1. David Brooks
He is less enthusiastic about politics in general, though, in keeping with the new book’s inward turn. “I just find talking to politicians less interesting than I used to,” he says. “I used to find it fascinating, what all the little subterfuges going on in the construction of the immigration bill were. But I just can’t get my interest up any more. There’s a lot more action sociologically, psychologically, morally than politically, these days.”
If you split the news into three basic baskets — the “what”, the “so what” and the “now what” … the mainstream media has since, well, forever, spent most of its time, money and brainpower on the “what”. This happened, here’s what people say about it. The “so what” (why does this matter) and the “now what” (what comes next) have tended to be the sort of thing that columnists dealt with … we didn’t prize the “so what” and the “now what” baskets nearly as much as the “what.”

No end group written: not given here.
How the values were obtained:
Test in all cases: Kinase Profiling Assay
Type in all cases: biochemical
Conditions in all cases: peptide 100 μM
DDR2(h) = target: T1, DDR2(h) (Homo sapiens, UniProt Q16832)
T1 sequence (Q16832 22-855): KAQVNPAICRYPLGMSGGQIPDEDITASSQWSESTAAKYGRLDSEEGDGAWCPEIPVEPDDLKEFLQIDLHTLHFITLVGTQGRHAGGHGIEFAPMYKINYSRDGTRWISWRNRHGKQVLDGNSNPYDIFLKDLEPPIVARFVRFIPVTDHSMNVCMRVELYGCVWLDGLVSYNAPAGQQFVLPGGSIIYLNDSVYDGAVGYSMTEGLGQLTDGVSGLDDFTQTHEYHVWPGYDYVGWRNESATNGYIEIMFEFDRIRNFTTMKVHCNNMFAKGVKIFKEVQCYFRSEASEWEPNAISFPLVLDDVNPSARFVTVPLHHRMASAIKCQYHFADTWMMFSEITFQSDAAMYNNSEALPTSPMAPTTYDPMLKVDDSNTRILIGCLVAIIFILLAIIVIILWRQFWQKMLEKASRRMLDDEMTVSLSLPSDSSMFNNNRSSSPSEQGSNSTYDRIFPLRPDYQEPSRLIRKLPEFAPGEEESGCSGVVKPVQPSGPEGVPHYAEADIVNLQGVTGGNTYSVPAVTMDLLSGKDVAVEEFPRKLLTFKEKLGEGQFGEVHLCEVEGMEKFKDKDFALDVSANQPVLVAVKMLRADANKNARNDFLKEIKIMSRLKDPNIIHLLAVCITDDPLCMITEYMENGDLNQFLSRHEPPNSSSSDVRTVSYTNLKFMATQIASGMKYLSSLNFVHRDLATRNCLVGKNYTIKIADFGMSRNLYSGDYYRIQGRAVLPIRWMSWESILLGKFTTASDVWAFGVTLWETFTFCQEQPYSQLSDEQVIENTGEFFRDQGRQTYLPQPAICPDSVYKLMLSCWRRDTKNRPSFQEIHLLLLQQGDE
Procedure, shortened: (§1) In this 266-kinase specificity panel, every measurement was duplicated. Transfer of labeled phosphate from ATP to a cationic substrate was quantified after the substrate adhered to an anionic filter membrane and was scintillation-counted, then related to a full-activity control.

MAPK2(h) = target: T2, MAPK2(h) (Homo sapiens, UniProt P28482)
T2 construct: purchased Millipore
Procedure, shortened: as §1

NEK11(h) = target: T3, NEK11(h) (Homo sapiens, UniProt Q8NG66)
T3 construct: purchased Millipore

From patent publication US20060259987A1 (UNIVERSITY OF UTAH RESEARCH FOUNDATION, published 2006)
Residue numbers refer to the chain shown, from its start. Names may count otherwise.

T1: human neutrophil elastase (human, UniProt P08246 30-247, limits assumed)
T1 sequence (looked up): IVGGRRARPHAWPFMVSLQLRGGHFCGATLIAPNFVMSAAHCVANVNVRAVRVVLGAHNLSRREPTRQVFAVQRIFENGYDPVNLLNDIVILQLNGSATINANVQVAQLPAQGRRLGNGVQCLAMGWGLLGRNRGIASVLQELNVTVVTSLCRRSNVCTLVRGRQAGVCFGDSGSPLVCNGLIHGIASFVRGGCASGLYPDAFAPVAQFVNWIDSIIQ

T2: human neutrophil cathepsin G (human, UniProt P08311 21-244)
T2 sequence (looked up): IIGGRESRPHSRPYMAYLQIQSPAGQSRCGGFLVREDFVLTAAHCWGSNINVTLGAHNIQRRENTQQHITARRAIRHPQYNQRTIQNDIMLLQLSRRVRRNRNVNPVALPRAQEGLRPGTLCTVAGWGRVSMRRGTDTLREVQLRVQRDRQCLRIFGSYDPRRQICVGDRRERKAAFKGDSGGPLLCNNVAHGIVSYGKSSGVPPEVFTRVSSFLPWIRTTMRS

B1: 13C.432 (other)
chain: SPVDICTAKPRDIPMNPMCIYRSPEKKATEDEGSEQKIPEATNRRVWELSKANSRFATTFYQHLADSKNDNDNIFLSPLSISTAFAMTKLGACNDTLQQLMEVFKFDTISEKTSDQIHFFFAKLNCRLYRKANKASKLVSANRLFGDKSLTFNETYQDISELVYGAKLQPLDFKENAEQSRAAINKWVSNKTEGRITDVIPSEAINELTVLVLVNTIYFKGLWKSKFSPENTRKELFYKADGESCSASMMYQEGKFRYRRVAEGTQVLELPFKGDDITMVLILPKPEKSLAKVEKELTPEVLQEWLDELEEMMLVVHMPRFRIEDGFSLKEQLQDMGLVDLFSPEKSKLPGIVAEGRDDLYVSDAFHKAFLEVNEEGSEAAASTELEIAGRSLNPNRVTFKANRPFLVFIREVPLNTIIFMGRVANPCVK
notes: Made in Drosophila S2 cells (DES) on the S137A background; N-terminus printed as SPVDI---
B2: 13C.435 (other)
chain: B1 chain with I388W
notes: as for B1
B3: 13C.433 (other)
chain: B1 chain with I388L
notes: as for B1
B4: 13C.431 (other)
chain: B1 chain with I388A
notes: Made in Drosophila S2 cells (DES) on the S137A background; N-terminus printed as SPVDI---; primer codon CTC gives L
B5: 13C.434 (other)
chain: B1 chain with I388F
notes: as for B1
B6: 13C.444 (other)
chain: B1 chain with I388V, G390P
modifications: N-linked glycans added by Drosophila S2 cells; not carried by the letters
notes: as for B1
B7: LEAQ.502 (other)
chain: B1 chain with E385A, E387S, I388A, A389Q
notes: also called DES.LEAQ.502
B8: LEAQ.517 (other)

All of the wage gains since the downturn ended in 2009 have essentially gone to the top 1 percent, yet the proportion of Americans who say they are “thriving” has actually increased… Money may not buy happiness in the long run, but consumer choice has gone a long way in keeping most Americans reasonably content, even if they shouldn’t be.
The research Chetty and his team have done shows that children who grow up in parts of the country with less segregation, less income inequality, stronger schools, more social capital, and stable families are more likely to improve their social standing as adults. He and his colleagues are preparing to release policy prescriptions in coming months.
Note: Chetty’s most famous edu study links value-add scores to life outcomes.